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The Truth About Resetting Your Metabolism, and Tips From a Top Weight Loss Doctor

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You don’t need an MD degree to know that weight loss results from burning more calories than one eats. But metabolism plays a big role here: After all, it’s responsible for regulating how quickly those calories are burned to create energy. As such, the more we can do to help our clients convert food into energy with speed and efficiency, the more we can help them.

But it’s important to be realistic. After all, weight-loss experts agree that “resetting” your metabolism with a cleanse, keto diet, or fasting simply doesn’t deliver sustainable results. What’s more, when weight loss is the goal, focusing on minute metabolic improvements is less effective than zeroing in on excess caloric intake, according to Dr. Charlie Seltzer, M.D., a weight-loss physician based in Philadelphia. Here’s what else you need to know about how to “reset” the metabolism.

What Is Metabolism?

Metabolism is the series of biochemical reactions that occur within the body to keep it alive. It’s responsible for synthesizing carbs, protein, and fat from food into bodily tissues and fat (constructive metabolism). It’s also tasked with breaking down substances—including the calories we eat and sometimes body fat—into energy (destructive metabolism), thus fueling every process in the body.

So how can metabolism impact your nutrition coaching client’s weight-loss goal? While dietary changes that provide sustainable solutions for appetite control will still be your best bet to help a client achieve success, Dr. Seltzer says, certain lifestyle factors can increase the body’s metabolic rate—at least a little—leading to greater caloric burn and potentially resulting in weight loss.

What Is a Set Point?

Some experts believe the body has a “set point,” or certain weight that it will try to maintain regardless of weight gain or loss. In some ways, this explains why yo-yo dieting is so prevalent: After losing a few pounds, the body turns up its hunger signals to “help” you return to your original weight, making it difficult to maintain the loss, Dr. Seltzer explains.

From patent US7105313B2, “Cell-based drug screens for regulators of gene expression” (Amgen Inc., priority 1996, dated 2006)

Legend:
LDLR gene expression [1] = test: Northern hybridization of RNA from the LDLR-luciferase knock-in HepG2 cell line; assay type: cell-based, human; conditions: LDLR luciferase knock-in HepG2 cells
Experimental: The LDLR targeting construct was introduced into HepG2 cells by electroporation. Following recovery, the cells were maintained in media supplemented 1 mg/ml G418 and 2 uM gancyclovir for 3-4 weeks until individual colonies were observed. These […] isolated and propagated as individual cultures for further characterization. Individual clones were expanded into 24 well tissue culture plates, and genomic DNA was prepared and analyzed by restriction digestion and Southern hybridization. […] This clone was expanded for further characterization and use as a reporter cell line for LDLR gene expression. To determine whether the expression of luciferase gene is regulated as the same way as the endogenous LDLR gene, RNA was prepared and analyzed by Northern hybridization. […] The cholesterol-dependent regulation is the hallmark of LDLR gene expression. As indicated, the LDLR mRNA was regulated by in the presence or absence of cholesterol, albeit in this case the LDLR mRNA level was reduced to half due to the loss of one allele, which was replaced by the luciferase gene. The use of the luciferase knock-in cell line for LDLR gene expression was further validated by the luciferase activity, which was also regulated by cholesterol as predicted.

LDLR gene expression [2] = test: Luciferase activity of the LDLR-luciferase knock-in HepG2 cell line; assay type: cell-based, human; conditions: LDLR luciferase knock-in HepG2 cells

“There’s still a lot we don’t understand about weight, metabolism, and appetite,” he says, “but it’s believed that we have compensatory mechanisms.”

The thing about this theory is that it makes the future look bleak, especially among those who put in an honest effort to lose weight and expect metabolic changes to support that journey.

If a client’s goal is to lower their weight, one way to adjust their set point is to encourage them to lose weight gradually—say, a 10 % weight reduction—and maintain it for about six months before attempting to lose more, Dr. Seltzer says. This way, your body can adjust and, in theory, create a new set point.

What Factors Affect Your Metabolism?

The rate at which the body burns calories to create energy needed to fuel basic functioning is known as the basal metabolic rate (BMR). Body size, muscle mass, gender, and age all contribute to BMR. While there are some mechanisms by which one can increase their BMR to promote weight loss, the truth is that it’s appetite, not a slow BMR, that typically contributes to weight gain, Dr. Seltzer says. (After all, the larger your body mass, the more calories your body burns at rest.)

Besides BMR, which is the body’s primary calorie burner, two other factors contribute to overall caloric output. These include activity-induced thermogenesis, which covers non-exercise activity, like pushing a grocery cart through the store and exercise, and diet-induced thermogenesis (DIT), i.e., eating—that’s right, eating. See, when we consume snacks and meals, the body burns calories to chew, swallow and digest said food, leading to a temporary increase in metabolism that can account for as much as 15% of the calories we burn every day, according to Dr. Seltzer.

”Tucking in early (or sleeping in late) is the easiest thing you can do for weight control.”